18 Courage Under Fire
Robert Clive turned seven hundred frightened recruits into crack troops by sheer force of personality.
page 4
19 Clive of India
Robert Clive helped to establish a lasting bond between India and Britain, laying the foundations of modern India.
20 The Indian Mutiny
Army unrest spread throughout northeast India, and brought direct rule from London.
21 Cecil Rhodes
The ruthless diamond magnate who donated his fortune to the education and empowerment of Africans.
22 The Anglo-Zanzibar War
It lasted barely forty minutes, but it brought slavery to an end in the little island territory.
23 The Massacre at Amritsar
After one of the worst outrages in modern British history, Winston Churchill made sure there was no cover-up.
24 The Siege of Khartoum
General Gordon’s death was a sensation and a scandal in its day.
page 5
25 The Man Who Would Be King
Based on the short story by Rudyard Kipling
(1865-1936)
Two rascally former British soldiers in India set off to become kings of Kafiristan.
26 The Siege of Arcot
By Thomas Babington Macaulay
(1800-1859)
A young Robert Clive’s extraordinary daring helped to prevent India falling into the hands of the French King.
which is ‘English Style’ ?

Word Play: Subject and Object

Use each of the words below as either the subject or the object of a verb.

Music. Door. Draw.

JB Cramer was one of the finest pianists of his day, though his reverence for Mozart made his own music more popular in the drawing room than the concert hall.
By Percy Bysshe Shelley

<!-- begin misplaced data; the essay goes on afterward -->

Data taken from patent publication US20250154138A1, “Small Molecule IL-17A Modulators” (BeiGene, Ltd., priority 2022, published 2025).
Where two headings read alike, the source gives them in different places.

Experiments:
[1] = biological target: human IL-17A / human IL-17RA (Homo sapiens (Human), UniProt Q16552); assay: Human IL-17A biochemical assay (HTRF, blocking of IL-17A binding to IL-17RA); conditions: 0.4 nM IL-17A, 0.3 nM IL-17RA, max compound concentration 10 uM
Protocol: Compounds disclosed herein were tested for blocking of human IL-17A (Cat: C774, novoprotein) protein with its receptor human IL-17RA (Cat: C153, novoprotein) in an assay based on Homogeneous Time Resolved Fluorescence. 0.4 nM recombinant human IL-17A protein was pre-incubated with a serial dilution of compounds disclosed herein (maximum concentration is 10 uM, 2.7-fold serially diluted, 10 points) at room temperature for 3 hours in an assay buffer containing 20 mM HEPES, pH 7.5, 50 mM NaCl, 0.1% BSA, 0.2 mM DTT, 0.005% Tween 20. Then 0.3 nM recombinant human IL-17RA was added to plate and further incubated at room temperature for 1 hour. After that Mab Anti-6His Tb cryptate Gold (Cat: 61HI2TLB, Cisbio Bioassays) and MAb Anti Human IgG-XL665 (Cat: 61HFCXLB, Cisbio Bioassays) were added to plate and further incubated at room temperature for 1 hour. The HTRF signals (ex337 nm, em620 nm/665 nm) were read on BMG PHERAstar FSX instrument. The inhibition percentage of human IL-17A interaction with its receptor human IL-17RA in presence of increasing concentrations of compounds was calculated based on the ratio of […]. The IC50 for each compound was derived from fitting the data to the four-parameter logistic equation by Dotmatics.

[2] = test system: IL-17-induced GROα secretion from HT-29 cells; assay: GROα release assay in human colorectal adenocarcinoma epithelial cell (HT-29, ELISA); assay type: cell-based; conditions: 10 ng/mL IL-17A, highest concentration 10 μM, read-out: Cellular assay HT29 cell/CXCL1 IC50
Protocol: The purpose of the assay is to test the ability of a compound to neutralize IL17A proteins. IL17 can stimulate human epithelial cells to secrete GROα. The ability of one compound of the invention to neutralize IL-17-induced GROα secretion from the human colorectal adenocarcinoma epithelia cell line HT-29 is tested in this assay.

(1792-1822)
Poet Percy Bysshe Shelley says that the pinnacle of political achievement is the government not of others, but of ourselves.
By John Keats
(1795-1821)
Poet John Keats speaks of the beauties of Autumn, her colours, her sounds and her rich harvest.
By Percy Bysshe Shelley
(1792-1822)
Poet Percy Shelley calls on November’s sister months to watch by the graveside of the dead Year.
Cut
Make as many words as you can from the letters of a nine-letter word.
Make as many words as you can from the letters of a nine-letter word.
Make as many words as you can from the letters of a nine-letter word.
Make as many words as you can from the letters of a nine-letter word.
Polyword ‘Nuts’
Make as many words as you can with the letters below. All your words must be at least four letters long, and must also include the highlighted letter. What’s the nine-letter word?

SEE how many words you can make using the letters below. All your words must be at least 4 letters long, and must include the letter (change).

We found commonly used words, plus one 9-letter word. Can you do better?

Use each letter only once. But if there are e.g. two As, you can used them both.

Don’t count proper nouns such as April, Zeus, or Newcastle (pretty much anything that has to be spelled with a capital letter at the start), or acronyms like HMRC.

Don’t just add -S for plurals or third person singular verbs, e.g. CAT → CATS or SPEAK → SPEAKS.

Note: You can find more Polywords and other games on our Nine Lives puzzle page, and most of our stories are accompanied by games with words, grammar and numbers.

More Puzzles
Do you know ‘satisfied’ (7 letters), and ‘warm and cosy’ (4 letters)?
Do you know ‘wheedle’ (6 letters), and ‘engine-driver’s compartment’ (3 letters)?
Do you know ‘cleansing bar’ (4 letters), and ‘Doncaster horse-race’ (2,5 letters)?
Find the magic letter that can change three words into three different ones.
Do you know ‘beg’ (7 letters), and ‘a single game in the sport of darts’ (3 letters)?
See if you can guess these words letter-by-letter.
A word-making and word-searching game with a dash of strategy to it.
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History (379)
Fiction (82)

letters game

Make words from two or more of the tiles below. What is the highest-scoring word you can make?

Press enter or type a space to see feedback on your word.

More like this: High Tiles (Letters Game) Games with Words

numbers game

Make the total shown using two or more of the numbers underneath it. You can add, subtract, divide and multiply. Use any number once only.

More like this: Target Number (Mental Arithmetic Game) Mental Arithmetic